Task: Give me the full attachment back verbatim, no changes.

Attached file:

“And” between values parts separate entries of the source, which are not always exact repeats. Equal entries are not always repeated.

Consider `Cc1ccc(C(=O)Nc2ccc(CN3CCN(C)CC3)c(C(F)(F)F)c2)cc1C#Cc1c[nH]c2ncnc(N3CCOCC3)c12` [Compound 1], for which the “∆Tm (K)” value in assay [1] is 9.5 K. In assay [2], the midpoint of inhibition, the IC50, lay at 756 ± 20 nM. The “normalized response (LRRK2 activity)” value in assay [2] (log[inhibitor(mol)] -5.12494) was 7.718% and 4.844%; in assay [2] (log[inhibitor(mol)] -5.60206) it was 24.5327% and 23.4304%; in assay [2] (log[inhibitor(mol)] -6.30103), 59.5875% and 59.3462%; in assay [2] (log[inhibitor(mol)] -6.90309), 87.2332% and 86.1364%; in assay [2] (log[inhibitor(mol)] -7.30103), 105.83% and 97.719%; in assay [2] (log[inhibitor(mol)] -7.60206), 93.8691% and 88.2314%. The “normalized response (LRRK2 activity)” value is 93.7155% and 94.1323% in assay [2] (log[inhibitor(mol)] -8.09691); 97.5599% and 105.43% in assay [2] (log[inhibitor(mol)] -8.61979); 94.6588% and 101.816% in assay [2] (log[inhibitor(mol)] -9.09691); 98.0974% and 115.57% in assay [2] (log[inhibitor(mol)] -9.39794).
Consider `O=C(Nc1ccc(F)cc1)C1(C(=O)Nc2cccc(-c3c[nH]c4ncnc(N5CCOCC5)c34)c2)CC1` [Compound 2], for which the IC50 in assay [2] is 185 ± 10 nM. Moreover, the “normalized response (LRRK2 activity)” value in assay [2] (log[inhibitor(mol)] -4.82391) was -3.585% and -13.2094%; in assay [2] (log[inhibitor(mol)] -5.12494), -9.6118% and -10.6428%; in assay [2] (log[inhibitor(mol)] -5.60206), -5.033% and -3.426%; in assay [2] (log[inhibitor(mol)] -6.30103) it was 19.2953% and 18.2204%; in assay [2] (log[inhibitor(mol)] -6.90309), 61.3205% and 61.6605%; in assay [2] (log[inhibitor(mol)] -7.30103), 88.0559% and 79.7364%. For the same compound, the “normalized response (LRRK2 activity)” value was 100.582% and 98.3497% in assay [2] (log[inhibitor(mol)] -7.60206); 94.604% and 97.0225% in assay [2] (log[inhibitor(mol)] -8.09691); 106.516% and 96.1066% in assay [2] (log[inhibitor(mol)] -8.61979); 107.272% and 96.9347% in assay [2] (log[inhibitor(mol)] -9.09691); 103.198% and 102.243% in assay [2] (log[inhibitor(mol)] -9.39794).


“And” between values parts separate entries of the source, which are not always exact repeats. Equal entries are not always repeated.

Consider `Cc1ccc(C(=O)Nc2ccc(CN3CCN(C)CC3)c(C(F)(F)F)c2)cc1C#Cc1c[nH]c2ncnc(N3CCOCC3)c12` [Compound 1], for which the “∆Tm (K)” value in assay [1] is 9.5 K. In assay [2], the midpoint of inhibition, the IC50, lay at 756 ± 20 nM. The “normalized response (LRRK2 activity)” value in assay [2] (log[inhibitor(mol)] -5.12494) was 7.718% and 4.844%; in assay [2] (log[inhibitor(mol)] -5.60206) it was 24.5327% and 23.4304%; in assay [2] (log[inhibitor(mol)] -6.30103), 59.5875% and 59.3462%; in assay [2] (log[inhibitor(mol)] -6.90309), 87.2332% and 86.1364%; in assay [2] (log[inhibitor(mol)] -7.30103), 105.83% and 97.719%; in assay [2] (log[inhibitor(mol)] -7.60206), 93.8691% and 88.2314%. The “normalized response (LRRK2 activity)” value is 93.7155% and 94.1323% in assay [2] (log[inhibitor(mol)] -8.09691); 97.5599% and 105.43% in assay [2] (log[inhibitor(mol)] -8.61979); 94.6588% and 101.816% in assay [2] (log[inhibitor(mol)] -9.09691); 98.0974% and 115.57% in assay [2] (log[inhibitor(mol)] -9.39794).
Consider `O=C(Nc1ccc(F)cc1)C1(C(=O)Nc2cccc(-c3c[nH]c4ncnc(N5CCOCC5)c34)c2)CC1` [Compound 2], for which the IC50 in assay [2] is 185 ± 10 nM. Moreover, the “normalized response (LRRK2 activity)” value in assay [2] (log[inhibitor(mol)] -4.82391) was -3.585% and -13.2094%; in assay [2] (log[inhibitor(mol)] -5.12494), -9.6118% and -10.6428%; in assay [2] (log[inhibitor(mol)] -5.60206), -5.033% and -3.426%; in assay [2] (log[inhibitor(mol)] -6.30103) it was 19.2953% and 18.2204%; in assay [2] (log[inhibitor(mol)] -6.90309), 61.3205% and 61.6605%; in assay [2] (log[inhibitor(mol)] -7.30103), 88.0559% and 79.7364%. For the same compound, the “normalized response (LRRK2 activity)” value was 100.582% and 98.3497% in assay [2] (log[inhibitor(mol)] -7.60206); 94.604% and 97.0225% in assay [2] (log[inhibitor(mol)] -8.09691); 106.516% and 96.1066% in assay [2] (log[inhibitor(mol)] -8.61979); 107.272% and 96.9347% in assay [2] (log[inhibitor(mol)] -9.09691); 103.198% and 102.243% in assay [2] (log[inhibitor(mol)] -9.39794).